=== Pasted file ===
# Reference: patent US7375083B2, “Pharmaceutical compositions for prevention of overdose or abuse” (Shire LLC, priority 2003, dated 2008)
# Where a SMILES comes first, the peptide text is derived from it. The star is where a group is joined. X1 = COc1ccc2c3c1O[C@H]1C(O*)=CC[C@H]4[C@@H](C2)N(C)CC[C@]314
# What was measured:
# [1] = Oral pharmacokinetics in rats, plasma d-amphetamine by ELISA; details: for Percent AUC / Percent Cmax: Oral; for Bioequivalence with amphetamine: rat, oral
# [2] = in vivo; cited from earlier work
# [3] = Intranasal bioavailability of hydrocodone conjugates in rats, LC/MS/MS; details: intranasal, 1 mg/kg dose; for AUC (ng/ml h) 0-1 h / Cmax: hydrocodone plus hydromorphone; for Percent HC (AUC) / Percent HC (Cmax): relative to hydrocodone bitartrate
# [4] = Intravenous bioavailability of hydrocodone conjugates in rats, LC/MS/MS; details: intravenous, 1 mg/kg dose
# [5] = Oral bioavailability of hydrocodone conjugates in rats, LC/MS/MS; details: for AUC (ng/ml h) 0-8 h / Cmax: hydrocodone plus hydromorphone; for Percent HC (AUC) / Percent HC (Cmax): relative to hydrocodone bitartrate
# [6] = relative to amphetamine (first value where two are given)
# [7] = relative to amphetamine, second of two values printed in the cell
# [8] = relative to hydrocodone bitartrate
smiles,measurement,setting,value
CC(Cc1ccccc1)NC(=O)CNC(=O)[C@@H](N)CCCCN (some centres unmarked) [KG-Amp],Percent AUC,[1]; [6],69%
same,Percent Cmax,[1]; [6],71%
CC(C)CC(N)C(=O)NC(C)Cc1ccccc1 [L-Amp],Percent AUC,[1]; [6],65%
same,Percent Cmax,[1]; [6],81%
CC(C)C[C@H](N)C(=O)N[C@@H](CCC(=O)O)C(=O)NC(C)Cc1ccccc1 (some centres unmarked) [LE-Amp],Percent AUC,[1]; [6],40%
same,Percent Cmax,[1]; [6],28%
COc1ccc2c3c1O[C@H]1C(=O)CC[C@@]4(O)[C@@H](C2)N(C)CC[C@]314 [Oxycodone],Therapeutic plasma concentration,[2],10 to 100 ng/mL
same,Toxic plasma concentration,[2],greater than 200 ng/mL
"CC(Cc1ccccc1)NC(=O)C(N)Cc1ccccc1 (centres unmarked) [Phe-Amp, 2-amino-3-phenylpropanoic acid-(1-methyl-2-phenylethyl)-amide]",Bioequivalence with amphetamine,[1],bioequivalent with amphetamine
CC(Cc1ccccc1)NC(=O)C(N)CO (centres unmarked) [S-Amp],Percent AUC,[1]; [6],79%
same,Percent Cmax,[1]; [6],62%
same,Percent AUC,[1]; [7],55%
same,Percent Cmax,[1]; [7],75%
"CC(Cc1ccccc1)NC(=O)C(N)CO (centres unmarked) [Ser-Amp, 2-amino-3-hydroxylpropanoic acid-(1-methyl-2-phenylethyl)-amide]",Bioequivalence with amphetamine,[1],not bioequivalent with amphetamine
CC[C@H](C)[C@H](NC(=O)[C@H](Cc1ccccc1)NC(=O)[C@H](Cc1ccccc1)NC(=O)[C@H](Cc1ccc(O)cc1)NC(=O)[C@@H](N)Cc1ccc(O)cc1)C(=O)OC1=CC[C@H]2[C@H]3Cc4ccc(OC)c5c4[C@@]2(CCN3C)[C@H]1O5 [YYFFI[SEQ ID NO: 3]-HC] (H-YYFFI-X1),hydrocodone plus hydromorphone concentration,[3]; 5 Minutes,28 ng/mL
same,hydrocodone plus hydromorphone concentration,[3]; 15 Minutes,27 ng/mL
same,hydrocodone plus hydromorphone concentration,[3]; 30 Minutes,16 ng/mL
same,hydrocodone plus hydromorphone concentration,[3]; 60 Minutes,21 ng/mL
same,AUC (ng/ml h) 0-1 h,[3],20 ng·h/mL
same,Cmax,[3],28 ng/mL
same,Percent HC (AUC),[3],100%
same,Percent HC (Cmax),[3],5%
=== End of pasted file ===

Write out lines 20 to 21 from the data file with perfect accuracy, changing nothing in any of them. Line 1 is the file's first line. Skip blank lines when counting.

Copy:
same,Toxic plasma concentration,[2],greater than 200 ng/mL
"CC(Cc1ccccc1)NC(=O)C(N)Cc1ccccc1 (centres unmarked) [Phe-Amp, 2-amino-3-phenylpropanoic acid-(1-methyl-2-phenylethyl)-amide]",Bioequivalence with amphetamine,[1],bioequivalent with amphetamine